Sunday, June 14, 2009




I have known Anne Elizabeth Tom, the director of the Cape Cod Writers Center for a number of years now, and find her an untiring advocate of writers, a whirlwind of creative energy, not to mention a warm and generous person. Tom is now putting on the finishing touches for the 47th Cape Cod Writers Center Conference starting Aug 15. There will be two separate conferences: one section Aug 16-18, the other Aug19 –21. The Craigville Conference Center is located on a bluff overlooking Nantucket Sound and Craigville Beach on Cape Cod. I talked with Tom about the Cape Cod Writers Center and Conference on my Somerville Community Access TV show “ Poet to Poet: Writer to Writer.”

Doug Holder: Can you tell us about the history of the Cape Cod Writers Center and Conference?

Anne Elizabeth Tom: It was established by Marion R. Vuilleumier in 1962. She was definitely a woman ahead of her time. She was a writer, and she wanted to get a writing group together. She did form one and eventually they decided to have a couple of creative writing teachers come down to the Cape for a week in the summer. This grew with more and more teachers. So now we have fiction writers, nonfiction writers, creative nonfiction writers, etc. This summer we have folks teaching like poet Richard Wollman, who runs the Zora Neale Hurston Center at Simmons College with the founder Afaa Michael Weaver. We also have screenwriting and poetry courses. All of this has evolved over the years, and the annual Conference is the Center’s major program. But we support writers all year long. We have an author interview TV show and recently we have had poets CD Collins, Lisa Beatman, and Tracey Fern, (a children’s book author) on the show.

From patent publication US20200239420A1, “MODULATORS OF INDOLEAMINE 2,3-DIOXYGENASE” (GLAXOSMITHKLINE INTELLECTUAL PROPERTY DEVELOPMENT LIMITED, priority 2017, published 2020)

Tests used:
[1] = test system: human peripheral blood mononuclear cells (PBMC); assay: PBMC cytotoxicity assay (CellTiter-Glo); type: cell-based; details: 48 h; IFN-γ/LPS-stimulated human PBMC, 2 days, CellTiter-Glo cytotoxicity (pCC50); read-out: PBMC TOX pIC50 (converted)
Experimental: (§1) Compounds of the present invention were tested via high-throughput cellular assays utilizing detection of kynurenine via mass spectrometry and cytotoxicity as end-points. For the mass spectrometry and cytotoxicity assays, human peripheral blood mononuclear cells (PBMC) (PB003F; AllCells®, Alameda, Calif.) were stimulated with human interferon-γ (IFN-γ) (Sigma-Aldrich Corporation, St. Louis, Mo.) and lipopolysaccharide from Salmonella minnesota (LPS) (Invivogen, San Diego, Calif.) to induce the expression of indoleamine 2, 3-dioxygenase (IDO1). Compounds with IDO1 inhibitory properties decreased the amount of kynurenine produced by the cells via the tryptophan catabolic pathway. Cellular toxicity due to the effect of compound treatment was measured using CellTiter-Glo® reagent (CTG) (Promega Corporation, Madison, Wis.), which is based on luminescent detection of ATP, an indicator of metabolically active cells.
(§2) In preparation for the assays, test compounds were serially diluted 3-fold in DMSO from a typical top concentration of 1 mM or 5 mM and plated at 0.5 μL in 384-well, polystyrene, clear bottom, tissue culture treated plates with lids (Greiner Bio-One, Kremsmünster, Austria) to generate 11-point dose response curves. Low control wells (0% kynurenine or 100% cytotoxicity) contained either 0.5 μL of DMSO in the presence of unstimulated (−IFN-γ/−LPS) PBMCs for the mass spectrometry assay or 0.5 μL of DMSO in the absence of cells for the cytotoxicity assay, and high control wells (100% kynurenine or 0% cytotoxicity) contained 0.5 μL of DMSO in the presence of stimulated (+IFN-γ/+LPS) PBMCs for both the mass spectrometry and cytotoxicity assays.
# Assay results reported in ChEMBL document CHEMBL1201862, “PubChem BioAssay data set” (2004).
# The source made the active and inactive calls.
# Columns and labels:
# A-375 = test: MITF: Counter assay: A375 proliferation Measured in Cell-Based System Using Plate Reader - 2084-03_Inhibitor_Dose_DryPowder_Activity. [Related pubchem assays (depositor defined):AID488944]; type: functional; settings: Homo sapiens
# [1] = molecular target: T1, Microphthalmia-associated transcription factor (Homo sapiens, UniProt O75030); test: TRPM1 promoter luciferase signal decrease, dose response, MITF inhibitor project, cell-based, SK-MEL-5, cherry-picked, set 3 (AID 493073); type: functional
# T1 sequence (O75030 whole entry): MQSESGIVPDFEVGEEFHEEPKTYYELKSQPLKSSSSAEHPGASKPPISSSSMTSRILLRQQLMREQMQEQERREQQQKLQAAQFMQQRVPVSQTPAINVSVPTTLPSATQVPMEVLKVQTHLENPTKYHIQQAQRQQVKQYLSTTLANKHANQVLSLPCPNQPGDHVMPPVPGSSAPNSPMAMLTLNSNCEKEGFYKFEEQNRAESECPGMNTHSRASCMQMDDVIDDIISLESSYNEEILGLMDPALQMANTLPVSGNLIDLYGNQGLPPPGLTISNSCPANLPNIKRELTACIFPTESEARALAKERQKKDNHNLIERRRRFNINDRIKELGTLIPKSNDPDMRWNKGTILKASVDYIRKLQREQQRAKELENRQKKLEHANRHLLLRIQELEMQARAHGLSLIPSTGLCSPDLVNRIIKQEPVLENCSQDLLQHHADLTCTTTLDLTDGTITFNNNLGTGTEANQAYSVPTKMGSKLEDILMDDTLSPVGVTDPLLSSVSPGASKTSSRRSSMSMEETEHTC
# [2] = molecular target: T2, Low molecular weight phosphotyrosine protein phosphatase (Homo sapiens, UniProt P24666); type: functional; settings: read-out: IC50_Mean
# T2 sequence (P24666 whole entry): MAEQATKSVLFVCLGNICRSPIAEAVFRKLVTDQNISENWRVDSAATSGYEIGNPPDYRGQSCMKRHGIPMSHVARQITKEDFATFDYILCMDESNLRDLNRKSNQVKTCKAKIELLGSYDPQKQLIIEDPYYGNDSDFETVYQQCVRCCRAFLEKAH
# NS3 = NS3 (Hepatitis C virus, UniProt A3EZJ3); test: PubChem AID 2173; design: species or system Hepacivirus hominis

DH: I recently read an article in the New Yorker that discussed the question: “Can writing be taught?” Well, can it?

AT: I think like anything there needs to be a certain amount of native ability there. But most definitely people can be guided to write well. Just being exposed to other writers at conferences and workshops as well as reading a lot helps. I think the momentum of getting together with other writers makes a difference. A lot of it has to do with the fact that you become exposed. It supports you. It’s lonely being a writer. And there is a lot of networking at our Conference for instance.

DH: I know you are going to have some literary agents this year.

AT: Yes-we have. Jason Ashlock, an Agent and Contracts Manager at Moveable Type Literary Group, and Molly Lyons of Joelle Delbourgo Associates.

DH: Do you have any anecdotes about writers making connections at the Conference?

AT: We actually do. Last year we had a mock editorial panel with the publisher David Godine and some other publishers and agents. It really was a lot of fun. We had asked faculty to pick some manuscripts they thought might be worth running past the editorial panel. There was someone who had a really interesting book on gardening. His book considered the impact of English gardening on American gardening. Another book that was considered was a romance. Both were reviewed by the panel.